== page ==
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Old October 16th, 2012, 01:01 AM   #1
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Telling a story without a central character

So here is the deal- I am embarking upon a documentary about the very nature of reality itself. I intend to interview a wide variety of experts including physicists, philosophers, futurists and others for the film.

Usually when I do a project I like to have a central character, or characters, that the audience can emotionally relate to. This way the audience can have an identifiable person to go on the journey with.

For this film though, I don't think I am going to have a strong central character. The film will touch on philosophy, history, religion, physics, computer science and popular culture.

So my question is this- How do I go about producing a compelling story when the central character is not a person, but the universe itself? How do I keep the audience interested? How do I add drama and make people care when I am lacking that element of a personal journey?
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Old October 16th, 2012, 02:26 AM   #2
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Re: Telling a story without a central character

Seems to me you do indeed already have a central character: yourself, or to put it bluntly: your self. How do you go about producing a compelling story? Follow your nose, fine tune in retrospect, change your mind with gay abandon. (And by the way we are told, this just the other day, that there may well be more than one universe. Seems reasonable to me!)

You are not lacking the element of a personal journey, might I suggest. It is YOUR personal journey, clearly. How do you keep the audience interested? Sex, (lots of sex), murder, plunder, rape and so on.

No, I would not try to keep the audience interested. Make it a work of art, and as Walter Benjamin, the German Jewish literary critic, philosopher, social critic, translator, radio broadcaster and essayist said in his book ‘The Task of the Translator’ “Art itself also presupposes man's corporal and spiritual essence—but no work of art presupposes his attention. No poem is meant for the reader, no picture for the beholder, no symphony for the audience.”

If you need help with the script by all means give me a shout. Of course I do not come cheap...

Cheers.
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Old October 16th, 2012, 11:50 AM   #3
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Re: Telling a story without a central character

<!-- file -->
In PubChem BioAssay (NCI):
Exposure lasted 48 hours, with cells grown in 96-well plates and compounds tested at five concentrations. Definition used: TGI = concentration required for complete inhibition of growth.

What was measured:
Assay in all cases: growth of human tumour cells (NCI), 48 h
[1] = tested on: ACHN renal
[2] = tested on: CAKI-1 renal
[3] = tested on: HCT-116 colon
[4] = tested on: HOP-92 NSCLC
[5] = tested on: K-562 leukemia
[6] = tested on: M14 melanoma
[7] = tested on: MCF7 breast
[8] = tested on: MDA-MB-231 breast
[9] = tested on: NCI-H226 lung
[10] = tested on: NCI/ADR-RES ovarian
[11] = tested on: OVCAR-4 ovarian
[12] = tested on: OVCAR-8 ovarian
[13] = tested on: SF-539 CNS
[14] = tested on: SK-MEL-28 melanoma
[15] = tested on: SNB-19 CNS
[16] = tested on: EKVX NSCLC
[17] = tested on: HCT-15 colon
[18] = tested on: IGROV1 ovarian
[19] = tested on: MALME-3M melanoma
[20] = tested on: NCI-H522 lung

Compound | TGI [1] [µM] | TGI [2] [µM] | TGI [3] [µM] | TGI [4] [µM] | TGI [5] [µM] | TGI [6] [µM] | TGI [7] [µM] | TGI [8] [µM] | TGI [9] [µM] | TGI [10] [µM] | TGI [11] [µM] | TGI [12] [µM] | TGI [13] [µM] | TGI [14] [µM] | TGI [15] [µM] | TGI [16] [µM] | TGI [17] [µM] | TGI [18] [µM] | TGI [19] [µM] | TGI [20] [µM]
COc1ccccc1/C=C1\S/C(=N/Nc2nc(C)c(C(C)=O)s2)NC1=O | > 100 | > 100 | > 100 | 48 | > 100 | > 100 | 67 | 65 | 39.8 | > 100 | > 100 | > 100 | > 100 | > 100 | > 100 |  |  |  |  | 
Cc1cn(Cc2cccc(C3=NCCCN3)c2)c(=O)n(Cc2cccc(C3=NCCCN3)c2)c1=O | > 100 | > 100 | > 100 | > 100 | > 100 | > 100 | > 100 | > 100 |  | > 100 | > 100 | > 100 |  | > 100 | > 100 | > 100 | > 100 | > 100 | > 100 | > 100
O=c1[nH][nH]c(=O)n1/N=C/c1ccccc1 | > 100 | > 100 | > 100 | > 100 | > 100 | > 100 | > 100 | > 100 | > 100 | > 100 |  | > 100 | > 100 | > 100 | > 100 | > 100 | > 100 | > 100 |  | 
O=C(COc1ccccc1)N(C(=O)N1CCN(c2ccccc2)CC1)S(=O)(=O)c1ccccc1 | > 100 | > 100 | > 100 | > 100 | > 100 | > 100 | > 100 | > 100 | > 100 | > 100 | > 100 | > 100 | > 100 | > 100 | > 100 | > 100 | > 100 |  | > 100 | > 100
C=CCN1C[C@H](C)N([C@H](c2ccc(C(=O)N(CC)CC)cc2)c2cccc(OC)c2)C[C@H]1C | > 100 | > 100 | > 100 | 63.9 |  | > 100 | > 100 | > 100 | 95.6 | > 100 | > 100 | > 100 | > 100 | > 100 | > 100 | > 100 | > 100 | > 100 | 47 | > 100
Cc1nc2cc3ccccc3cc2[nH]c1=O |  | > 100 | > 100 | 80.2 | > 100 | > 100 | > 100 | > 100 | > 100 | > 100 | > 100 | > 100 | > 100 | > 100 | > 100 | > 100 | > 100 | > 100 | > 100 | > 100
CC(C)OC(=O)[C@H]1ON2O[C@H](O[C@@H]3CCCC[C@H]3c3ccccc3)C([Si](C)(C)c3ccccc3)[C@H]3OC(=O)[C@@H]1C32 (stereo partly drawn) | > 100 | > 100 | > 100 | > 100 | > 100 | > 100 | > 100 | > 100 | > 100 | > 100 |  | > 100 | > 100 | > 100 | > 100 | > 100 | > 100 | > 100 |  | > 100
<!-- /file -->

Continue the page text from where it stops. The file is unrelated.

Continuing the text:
The way I would try to do it is to have your central character be an average Joe or Sue, waking up in the morning and being flashed to during day in normal mundane living, contrasting daily life with the deep questions you are exploring, and maybe even using the daily activities as an introduction to the particular deep subject.
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Old October 16th, 2012, 10:16 PM   #4
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Re: Telling a story without a central character

Quote:
Originally Posted by Adam Grunseth View Post
... the very nature of reality ...

So my question is this- How do I go about producing a compelling story when the central character is not a person, but the universe itself? How do I keep the audience interested? How do I add drama and make people care when I am lacking that element of a personal journey?
What you are attempting has been tackled before. One extreme example that comes to mind is the hugely successful http://www.amazon.com/gp/product/B000068OCS/ref=as_li_ss_tl?ie=UTF8&camp=1789&creative=390957&creativeASIN=B000068OCS&linkCode=as2&tag=sareesh-20 trilogy.

You can read 'A hero with a 1000 faces' to understand why human mythology must always center around human interests and anthropomorphical characters. Make the universe a person.

Ultimately nobody you interview will have the answer to the nature of reality, except maybe Morgan Freeman. So what is the story of this universe-man? Sometimes the answer will only come after you have shot all your footage.

On a practical note, keep your options open so you can go the more traditional route if it comes to that.
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